"Go to your doctor"


My great-grandmother was a raging hypochondriac. So was my mother. Hypochondriasis has been passed down through my mother’s side of the family. I know this because my maternal grandmother used to roll her eyes every time my mother thought she had some wasting disease or condition that required immediate medical attention. As a child, my mother would put band aids on herself before she’d go out to play in case she slipped, or fell off her bike, or got bruised horsing around. My grandmother told me she wondered where all the band aids went as she was buying a new box of them every week.


My great grandfather used to be invited to the Mayo clinic in Rochester Minnesota to watch surgical procedures. He figured if he ever had to have one of those procedures, at least he’d know what they’d be doing to him. His wife, my hypochondriac great grandmother, had stomach problems. Every time she belched she’d hike off to her doctor, fearing the worst. She had X-rays she’d take with her from her physical exams at Mayo Clinic. Same with my mother. Her grandmother passed on the hypochondriac gene to her. If my mother had a hangover from too much partying the night before, it wasn’t just a hangover, it was a serious, life threatening condition.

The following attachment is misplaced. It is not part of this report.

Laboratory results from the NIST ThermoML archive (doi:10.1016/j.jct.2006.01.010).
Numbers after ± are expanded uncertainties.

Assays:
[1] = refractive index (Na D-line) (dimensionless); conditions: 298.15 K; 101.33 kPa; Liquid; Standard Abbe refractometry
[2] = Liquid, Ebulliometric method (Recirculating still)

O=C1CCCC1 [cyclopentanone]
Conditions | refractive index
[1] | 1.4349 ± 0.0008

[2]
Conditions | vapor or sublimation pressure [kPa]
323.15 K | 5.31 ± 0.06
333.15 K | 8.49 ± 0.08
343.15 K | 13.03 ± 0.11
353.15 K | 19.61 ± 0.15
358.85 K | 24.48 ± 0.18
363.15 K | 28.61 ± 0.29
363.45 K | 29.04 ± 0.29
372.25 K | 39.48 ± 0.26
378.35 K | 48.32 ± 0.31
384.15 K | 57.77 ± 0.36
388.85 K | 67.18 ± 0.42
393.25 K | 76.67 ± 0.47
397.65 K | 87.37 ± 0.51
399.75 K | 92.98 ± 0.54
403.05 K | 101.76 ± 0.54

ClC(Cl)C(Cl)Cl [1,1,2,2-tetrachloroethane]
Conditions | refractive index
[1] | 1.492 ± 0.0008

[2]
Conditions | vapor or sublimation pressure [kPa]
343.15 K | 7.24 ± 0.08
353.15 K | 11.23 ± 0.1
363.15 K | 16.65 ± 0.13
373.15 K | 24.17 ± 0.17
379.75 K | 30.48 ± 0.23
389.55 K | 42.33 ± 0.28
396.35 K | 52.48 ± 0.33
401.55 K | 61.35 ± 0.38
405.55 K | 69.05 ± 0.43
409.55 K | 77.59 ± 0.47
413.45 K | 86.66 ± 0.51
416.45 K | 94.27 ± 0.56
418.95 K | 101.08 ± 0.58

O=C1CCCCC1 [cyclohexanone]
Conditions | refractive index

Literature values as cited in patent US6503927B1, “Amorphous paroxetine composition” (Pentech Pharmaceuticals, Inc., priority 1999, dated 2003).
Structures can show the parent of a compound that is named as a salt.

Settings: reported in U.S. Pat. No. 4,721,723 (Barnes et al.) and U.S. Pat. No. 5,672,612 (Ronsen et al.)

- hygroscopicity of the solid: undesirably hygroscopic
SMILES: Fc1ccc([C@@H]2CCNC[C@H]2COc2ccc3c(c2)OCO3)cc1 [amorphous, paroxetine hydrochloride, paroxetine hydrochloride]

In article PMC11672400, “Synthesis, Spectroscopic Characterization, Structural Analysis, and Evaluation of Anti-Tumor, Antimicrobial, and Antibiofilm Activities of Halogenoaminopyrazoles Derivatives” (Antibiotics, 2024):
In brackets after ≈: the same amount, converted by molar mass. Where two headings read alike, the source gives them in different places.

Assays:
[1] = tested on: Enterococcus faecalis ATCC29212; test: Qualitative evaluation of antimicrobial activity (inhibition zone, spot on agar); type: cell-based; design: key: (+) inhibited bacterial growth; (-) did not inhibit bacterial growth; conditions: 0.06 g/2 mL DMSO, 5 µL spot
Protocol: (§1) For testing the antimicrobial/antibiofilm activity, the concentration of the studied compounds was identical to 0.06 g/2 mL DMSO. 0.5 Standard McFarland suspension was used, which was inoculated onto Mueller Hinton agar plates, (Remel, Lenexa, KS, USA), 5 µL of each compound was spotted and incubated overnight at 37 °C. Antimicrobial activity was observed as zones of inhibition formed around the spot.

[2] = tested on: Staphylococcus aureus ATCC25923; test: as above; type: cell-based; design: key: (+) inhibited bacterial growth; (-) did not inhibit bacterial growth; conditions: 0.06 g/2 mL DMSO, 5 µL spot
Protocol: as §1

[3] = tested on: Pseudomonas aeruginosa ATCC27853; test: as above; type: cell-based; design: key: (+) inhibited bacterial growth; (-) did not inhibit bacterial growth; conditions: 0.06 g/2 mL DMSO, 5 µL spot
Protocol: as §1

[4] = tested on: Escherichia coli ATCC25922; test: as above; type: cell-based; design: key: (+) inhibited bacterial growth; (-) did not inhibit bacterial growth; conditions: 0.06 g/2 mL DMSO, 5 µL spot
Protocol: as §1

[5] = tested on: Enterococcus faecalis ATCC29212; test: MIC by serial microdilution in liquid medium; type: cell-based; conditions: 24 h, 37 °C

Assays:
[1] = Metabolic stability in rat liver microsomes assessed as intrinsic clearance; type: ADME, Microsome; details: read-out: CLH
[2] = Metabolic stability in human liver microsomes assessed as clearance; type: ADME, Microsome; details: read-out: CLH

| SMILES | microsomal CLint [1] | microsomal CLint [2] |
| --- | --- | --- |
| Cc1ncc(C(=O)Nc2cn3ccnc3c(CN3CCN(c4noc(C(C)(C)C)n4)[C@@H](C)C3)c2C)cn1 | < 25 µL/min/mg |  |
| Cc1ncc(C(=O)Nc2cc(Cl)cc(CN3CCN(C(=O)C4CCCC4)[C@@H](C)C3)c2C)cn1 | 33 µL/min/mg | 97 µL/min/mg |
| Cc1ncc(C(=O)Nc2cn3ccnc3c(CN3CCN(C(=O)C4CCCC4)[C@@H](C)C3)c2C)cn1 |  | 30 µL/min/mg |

My sister and I have the hypochondriac gene as well. If we feel the least bit off kilter, we call the doctor. We both have bottles of medicine on hand in case we go to Def Com One. My sister, who’s travelled the world, brings all sorts of meds with her in case she gets sick. While other travelers come down with stomach cramps and other maladies, my sister sails right through because she’s taken precautions. She’s been vaccinated against anything and everything no matter what part of the world she travels to. When polio reemerged in the northern region of Pakistan, she had an adult booster shot just in case. The only time she got nailed with anything serious was when she was in Hanoi. A vicious viral respiratory infection took its toll. She cancelled the rest of her trip and flew home to her doctor.


There’s an advantage to being a hypochondriac. Hypochondriacs on the whole live longer than normal people do. That’s because we run off to the doctor anytime we’re the least bit off our game.physically or mentally. We get tests, blood drawn, X-rays, pinched and probed, just to make sure we’re not coming down with something lethal. I had an impact injury on my shoulder and was sure I needed rotator cuff surgery. I have a physical every six months like a dog off to the vet.


Ozzy Osbourne is a hypochondriac. We’ve chatted about our ills and chills. Ozzy’s advice to anyone who will listen is, “Go to your doctor.” Think about it. Ozzy’s life has been one of reckless abandon but once a week he’ll go to the doctor and get a tune-up. That’s good advice for all of us. We take care of our cars better than we do our bodies. If you haven’t been to the doctor in a while, go now. Get an oil change and filter too. You never know what’s lurking inside of you. Peace of mind is precious.